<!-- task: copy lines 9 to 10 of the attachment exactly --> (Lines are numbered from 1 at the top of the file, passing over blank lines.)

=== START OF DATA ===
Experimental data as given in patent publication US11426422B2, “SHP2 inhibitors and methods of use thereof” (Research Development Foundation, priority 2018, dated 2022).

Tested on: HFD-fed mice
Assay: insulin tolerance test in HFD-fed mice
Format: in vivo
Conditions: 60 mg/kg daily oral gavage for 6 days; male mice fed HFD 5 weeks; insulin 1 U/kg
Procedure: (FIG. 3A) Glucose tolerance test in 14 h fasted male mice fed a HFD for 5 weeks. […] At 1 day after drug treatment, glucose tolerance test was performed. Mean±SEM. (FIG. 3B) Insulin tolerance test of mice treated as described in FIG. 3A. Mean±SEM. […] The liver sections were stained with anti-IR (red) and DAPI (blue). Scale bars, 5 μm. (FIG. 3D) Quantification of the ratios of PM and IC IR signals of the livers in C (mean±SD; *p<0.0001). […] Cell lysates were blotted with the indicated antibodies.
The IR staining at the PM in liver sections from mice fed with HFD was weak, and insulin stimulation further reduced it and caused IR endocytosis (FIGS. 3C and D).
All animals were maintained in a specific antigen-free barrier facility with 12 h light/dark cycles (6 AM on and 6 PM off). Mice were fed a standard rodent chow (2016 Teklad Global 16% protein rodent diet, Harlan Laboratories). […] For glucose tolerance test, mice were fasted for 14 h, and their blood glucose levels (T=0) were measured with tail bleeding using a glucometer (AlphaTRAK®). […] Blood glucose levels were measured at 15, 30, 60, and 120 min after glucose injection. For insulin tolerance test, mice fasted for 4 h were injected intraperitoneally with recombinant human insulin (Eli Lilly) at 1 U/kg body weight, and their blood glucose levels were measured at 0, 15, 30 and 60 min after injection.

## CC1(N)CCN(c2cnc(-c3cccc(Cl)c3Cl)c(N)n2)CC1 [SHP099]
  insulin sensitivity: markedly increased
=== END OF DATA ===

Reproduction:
## CC1(N)CCN(c2cnc(-c3cccc(Cl)c3Cl)c(N)n2)CC1 [SHP099]
  insulin sensitivity: markedly increased